2020 Pi Wars Robot Theme Reveal

We thought it was about time we revealed the theme that we've gone with for our Pi Wars 2020 robot. With the general theme being "Disasters", we've decided to adopt the theme of a zombie outbreak response team.

A team of roboteers have acquired an old van and converted it into a zombie outbreak response vehicle, equipped with all of the tools required to rid the planet of marauding zombies and to generally make the world a better place.  

The body is 3D printed in four sections and took about 32 hours to print. The original 3D model was a copy of the Tamiya RC tuck Vanessa's Lunch Box but we've made quite a lot of changes to that design, for example we've chopped a big section out of the middle to make it fit our wheelbase. Once all of the sections were printed, we bonded them together and filled the seams, before finishing with acrylic spray paint and some themed decals. 

All in all we're quite pleased with the results.

Direction Training - Magnetometers and Gyroscopes

For what seems like far too long, we've been stuck on trying to teach our robot which direction it's facing in and change its direction based on this value, well, that was until now. 

For previous years we've used sensors to measure distance, both ultrasonic and laser-ranging TOF (Time-of-Flight) flavours, and these have proven very useful with challenges such as maze navigation. Last year we managed to achieve quite a good time in the maze but to say we were "winging it" would be a bit of an understatement, not so much with keeping away from the walls, but certainly in terms of which direction to take. Rotation was, for a want of a better word, blind. The robot was simply instructed to spin left or spin right for a period of time, but this is, as you can imagine, fraught with a number of issues. If the battery was a little low it wouldn't rotate enough and if it was freshly charged then it would rotate too much, then you have to take into account the grip of different flooring, how clean the tyres are etc etc. Of course, fully balancing the voltage to the motors would have solved some of that, but nowhere near enough to make it reliable and consistent to a level that we'd be happy with.

So this year we were keen to improve on that by giving the robot the ability to know which direction it was heading in. For us, the obvious first choice was to use what would effectively be a compass, which we'd achieve by using a magnetometer. It's fair to say that we spent quite a lot of time this year trying to get two different magnetometers to work, in fact we'd spent quite a lot of time fighting with them last year too. I have seen others achieve good results with magnetometers (not necessarily Pi Wars people), so I know it's possible, but sometimes you simply have to admit defeat, especially when the Pi Wars date is fast approaching. 

After conceding defeat to the little magnetometers, I reached out to a good friend (you know who you are and thank you once again) and they recommended that I try the BerryIMU v2 - Accelerometer, gyroscope, magnetometer and barometric/altitude sensor from https://ozzmaker.com, which if I'm perfectly honest is a little overkill for what need at this time, but I wasn't messing about now as this is beginning to hold up our progress quite a lot.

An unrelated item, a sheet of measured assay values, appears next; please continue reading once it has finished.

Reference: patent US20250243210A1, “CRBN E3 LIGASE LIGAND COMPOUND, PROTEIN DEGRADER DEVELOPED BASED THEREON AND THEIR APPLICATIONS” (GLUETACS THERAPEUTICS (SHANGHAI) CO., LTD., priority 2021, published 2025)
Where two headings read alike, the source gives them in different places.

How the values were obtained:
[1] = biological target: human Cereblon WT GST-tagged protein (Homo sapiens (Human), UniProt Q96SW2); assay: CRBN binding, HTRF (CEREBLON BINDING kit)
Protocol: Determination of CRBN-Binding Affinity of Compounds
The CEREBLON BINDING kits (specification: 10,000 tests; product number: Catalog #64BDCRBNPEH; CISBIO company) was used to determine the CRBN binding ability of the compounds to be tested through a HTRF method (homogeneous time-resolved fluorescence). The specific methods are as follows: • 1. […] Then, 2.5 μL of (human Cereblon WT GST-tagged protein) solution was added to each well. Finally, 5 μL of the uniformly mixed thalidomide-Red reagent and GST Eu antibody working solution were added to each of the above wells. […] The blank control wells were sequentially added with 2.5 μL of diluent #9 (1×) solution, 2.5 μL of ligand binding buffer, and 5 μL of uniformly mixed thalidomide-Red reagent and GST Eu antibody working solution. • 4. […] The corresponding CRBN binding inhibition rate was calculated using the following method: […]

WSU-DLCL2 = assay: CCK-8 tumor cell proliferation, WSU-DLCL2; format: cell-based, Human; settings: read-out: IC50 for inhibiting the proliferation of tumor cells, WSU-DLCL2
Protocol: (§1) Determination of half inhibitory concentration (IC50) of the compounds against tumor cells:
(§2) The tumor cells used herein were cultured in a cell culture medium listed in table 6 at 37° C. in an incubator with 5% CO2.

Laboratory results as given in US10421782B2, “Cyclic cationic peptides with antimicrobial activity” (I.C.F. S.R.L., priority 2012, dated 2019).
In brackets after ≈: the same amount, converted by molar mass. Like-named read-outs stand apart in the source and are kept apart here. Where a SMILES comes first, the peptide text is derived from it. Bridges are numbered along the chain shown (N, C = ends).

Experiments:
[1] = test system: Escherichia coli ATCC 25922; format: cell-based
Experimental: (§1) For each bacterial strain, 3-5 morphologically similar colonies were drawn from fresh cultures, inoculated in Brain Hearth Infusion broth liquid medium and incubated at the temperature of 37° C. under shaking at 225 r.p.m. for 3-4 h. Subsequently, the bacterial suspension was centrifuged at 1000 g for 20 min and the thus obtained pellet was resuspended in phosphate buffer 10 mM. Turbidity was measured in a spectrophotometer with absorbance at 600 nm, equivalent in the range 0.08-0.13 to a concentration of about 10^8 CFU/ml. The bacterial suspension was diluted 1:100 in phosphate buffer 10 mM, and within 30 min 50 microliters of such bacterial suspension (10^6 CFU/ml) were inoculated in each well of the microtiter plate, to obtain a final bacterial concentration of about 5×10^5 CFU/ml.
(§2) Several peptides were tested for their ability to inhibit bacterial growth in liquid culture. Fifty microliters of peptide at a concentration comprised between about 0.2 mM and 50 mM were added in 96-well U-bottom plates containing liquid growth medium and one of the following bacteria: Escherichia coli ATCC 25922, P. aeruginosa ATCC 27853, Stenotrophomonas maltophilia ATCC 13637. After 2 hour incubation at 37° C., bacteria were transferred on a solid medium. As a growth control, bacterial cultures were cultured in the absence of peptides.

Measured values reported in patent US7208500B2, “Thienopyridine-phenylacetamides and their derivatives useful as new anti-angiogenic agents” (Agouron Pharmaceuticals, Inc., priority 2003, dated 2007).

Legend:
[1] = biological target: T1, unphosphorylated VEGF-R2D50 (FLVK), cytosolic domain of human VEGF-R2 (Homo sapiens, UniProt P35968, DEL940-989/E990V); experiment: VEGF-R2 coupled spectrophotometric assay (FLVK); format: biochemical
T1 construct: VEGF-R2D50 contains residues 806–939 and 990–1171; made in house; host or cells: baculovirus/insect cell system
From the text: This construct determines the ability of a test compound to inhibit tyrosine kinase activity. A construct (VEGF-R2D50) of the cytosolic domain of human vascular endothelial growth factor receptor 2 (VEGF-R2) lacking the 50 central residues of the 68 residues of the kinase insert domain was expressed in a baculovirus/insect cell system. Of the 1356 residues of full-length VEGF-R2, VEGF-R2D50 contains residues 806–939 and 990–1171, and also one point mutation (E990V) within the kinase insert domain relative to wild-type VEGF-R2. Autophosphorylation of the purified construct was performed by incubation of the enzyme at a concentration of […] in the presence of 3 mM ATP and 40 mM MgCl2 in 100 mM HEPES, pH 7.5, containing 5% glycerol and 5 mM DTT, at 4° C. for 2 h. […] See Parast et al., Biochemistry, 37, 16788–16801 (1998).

Needless to say it works very well for us, with the key factor being the abandonment of the use of any reference to magnetic north and simply using the BerryIMU's built in Gyroscope. TOF sensors determine if the robot is square to a wall and the Gyroscope determines how much to rotate in relation to its current heading.

Below is a video of us testing 90 degree rotation and despite very little adjustment and tuning, it's proven pretty accurate so far.

We still have quite a lot more testing and coding to do to fully prove this concept, so tomorrow's blog post might be entitled "Direction Training - Back To The Drawing Board", fingers crossed that we've cracked it though, as this will open up quite a lot in our automated challenges.

Finally, the masking tape mounting of said BerryIMU is hopefully just a temporary solution.

Teaching Some Spatial Awareness

Recently we've been focusing a lot on re-writing code and creating our own libraries, with the hope this will smooth out the process of writing the rest of our code. For instance, we have today been creating libraries for sensors and motor control and calling upon those libraries to have the robot navigate autonomously. 

As we are sure you'll appreciate, this process takes a lot of work before you see any results, but when the results do come, they come quite quickly (Hopefully). That's certainly been the case today. 

We've spent the past few days working on the library for the sensors and have had little to show for it in the "real world", but today this has all come together and we've managed to get the robot to be aware of it's surroundings and adjust itself accordingly. 

Below you'll find a little video of the robot being put too close to a wall and it adjusting itself away from the wall and resetting itself to point directly forward.

It's far from perfect, but we're very happy with how this part of the project is progressing.

Trying to make sense of it all

Today we are tackling the installation of the VL53L0X Time-of-Flight (ToF) laser-ranging sensor modules. The plan is to use five in total, with one up front and two on each side. 

These have been incorporated into the front and rear bumpers to try and save space and this seems to put them at just the right height for what we're aiming for. 

We are yet to wire them all up, but that should come soon. We're expecting to need these for all of the autonomous challenges, so they are a vital part of the build.

Laser Pointer - Batteries Included, but not Required

One of the improvements we wanted to make this year, was to the laser pointer we used for our cannon. I had the bright idea of buying one last year that had a cross hair, I thought this would really help with aiming, it didn't. It was next to useless as you could barely see it on the targets (see below).

So, the cross hair one had to go and I've opted for something a little more conventional.
Below you'll see I managed to find one on eBay for just under £2.00. Of course despite it being listed as coming from the UK, it came from China, but to be fair it was here in just over a week, so I'm not too fussed.

I wanted to be able to turn the pointer on and off remotely and to have it powered from the robot. So we set about dismantling it and working out which components we needed to keep and which ones we could discard. The following photo was taken after I'd already started soldering the wires on, I remembered half way through that I was supposed to be blogging about this :)